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Site of neck X-ray

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Alternative Names 
hyperextension injury of the neck

Whiplash occurs when the neck is suddenly and forcibly bent backward and forward. This causes injury to the joints of the neck, known as the cervical vertebrae, and to the surrounding soft tissue. The most common causes of whiplash are motor vehicle accidents, especially when the vehicle is struck from the rear.

What are the signs and symptoms of the injury? 
Whiplash generally causes:
  • neck pain, usually in the back of the neck along either side of the spine
  • pain with any motion of the neck
  • a stiff neck
  • headache
  • numbness or a tingling sensation in the upper body
What are the causes and risks of the injury? 
Whiplash injuries usually happen to a person who is not wearing a seat belt when a motor vehicle is rear-ended. As a result of whiplash, the ligaments in the neck may be stretched or even torn. Sometimes fractures in the vertebrae may also be involved.

What can be done to prevent the injury? 
Generally, wearing a seat belt and avoiding motion that causes sudden jerking of the head can prevent this injury.

How is the injury recognised? 
Whiplash is diagnosed with a complete physical examination and medical history, including details of the accident.

What are the treatments for the injury? 
Time and gentle range of motion exercises are usually the best treatments for whiplash. The doctor may also recommend:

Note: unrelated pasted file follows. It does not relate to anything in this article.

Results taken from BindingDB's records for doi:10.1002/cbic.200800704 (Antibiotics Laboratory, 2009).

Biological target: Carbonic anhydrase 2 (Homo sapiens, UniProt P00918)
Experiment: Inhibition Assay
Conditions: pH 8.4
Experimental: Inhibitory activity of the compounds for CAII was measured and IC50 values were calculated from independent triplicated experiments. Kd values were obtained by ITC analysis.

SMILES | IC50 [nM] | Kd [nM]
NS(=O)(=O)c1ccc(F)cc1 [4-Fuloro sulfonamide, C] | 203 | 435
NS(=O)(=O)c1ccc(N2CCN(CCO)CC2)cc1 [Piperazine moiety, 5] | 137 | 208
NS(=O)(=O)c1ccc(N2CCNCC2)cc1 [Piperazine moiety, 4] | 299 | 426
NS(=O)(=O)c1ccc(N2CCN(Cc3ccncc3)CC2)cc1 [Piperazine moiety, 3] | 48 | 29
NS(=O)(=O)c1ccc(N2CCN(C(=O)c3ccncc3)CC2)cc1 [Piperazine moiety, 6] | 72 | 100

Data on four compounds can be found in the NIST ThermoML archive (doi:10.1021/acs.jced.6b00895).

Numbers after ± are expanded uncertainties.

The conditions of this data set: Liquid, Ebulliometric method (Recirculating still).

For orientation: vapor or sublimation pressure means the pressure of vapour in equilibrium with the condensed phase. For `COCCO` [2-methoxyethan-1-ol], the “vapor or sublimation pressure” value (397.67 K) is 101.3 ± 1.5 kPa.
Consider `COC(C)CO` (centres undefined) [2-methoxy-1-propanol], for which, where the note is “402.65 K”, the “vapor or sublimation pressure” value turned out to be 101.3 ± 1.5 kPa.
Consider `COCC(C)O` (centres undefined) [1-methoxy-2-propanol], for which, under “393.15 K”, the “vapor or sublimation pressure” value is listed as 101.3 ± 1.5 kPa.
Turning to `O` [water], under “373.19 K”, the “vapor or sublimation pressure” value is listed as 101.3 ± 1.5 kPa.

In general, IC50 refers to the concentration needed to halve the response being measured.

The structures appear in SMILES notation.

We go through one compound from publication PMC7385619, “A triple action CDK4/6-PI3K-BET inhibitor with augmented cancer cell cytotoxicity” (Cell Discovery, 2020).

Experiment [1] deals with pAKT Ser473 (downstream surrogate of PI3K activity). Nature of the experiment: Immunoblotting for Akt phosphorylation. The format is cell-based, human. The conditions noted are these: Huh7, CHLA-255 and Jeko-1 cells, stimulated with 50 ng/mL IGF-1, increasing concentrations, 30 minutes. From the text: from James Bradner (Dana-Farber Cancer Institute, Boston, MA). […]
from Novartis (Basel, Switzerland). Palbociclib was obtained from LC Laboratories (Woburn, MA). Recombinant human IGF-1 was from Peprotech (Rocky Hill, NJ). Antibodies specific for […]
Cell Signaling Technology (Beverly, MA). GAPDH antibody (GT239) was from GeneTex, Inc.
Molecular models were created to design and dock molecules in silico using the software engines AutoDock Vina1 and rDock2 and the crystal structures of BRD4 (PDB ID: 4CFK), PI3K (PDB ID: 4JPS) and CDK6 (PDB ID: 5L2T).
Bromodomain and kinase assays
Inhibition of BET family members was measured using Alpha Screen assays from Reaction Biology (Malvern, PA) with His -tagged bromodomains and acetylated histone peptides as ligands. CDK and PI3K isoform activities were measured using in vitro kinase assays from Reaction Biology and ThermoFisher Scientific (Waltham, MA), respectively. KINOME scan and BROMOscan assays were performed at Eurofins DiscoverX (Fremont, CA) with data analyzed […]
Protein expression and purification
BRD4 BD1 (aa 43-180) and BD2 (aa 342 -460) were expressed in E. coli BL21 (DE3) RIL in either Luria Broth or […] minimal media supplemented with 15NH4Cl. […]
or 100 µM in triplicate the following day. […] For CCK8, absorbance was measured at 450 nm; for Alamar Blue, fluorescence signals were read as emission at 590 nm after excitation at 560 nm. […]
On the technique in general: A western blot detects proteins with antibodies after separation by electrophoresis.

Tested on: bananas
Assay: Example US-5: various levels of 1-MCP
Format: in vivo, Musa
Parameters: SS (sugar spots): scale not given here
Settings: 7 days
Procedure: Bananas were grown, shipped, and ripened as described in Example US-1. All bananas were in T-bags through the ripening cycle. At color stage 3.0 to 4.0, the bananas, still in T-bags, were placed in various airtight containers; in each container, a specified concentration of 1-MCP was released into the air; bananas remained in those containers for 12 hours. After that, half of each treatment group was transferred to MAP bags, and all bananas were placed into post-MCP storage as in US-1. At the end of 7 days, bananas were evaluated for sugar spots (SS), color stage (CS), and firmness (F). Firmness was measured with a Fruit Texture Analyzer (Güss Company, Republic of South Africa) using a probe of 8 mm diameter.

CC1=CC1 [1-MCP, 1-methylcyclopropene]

• non-steroidal anti-inflammatory drugs, or NSAIDs, to help reduce the pain and swelling
  • a cool compress applied to the neck
  • narcotic medications for severe pain
  • muscle relaxing medications for muscle spasms
  • Physiotherapy, if symptoms persist
What are the side effects of the treatments? 
Side effects depend on the medications used, but may include drowsiness, stomach upset, or allergic reactions.

What happens after treatment for the injury? 
It may take from 2 to 4 weeks before the person regains full range of motion of the neck without pain. In more severe cases, symptoms may persist for months.The individual may have recurrent headaches. physiotherapy may be needed to help keep the neck muscles strong and healthy.

Author: James Broomfield, MD
Reviewer: eknowhow Medical Review Panel
Editor: Dr John Hearne
Last Updated: 16/10/2004
Potential conflict of interest information for reviewers available on request

This website and article is not a substitute for independent professional advice. Nothing contained in this website is intended to be used as medical advice and it is not intended to be used to diagnose, treat, cure or prevent any disease, nor should it be used for therapeutic purposes or as a substitute for your own health professional's advice.  All Health and any associated parties do not accept any liability for any injury, loss or damage incurred by use of or reliance on the information.


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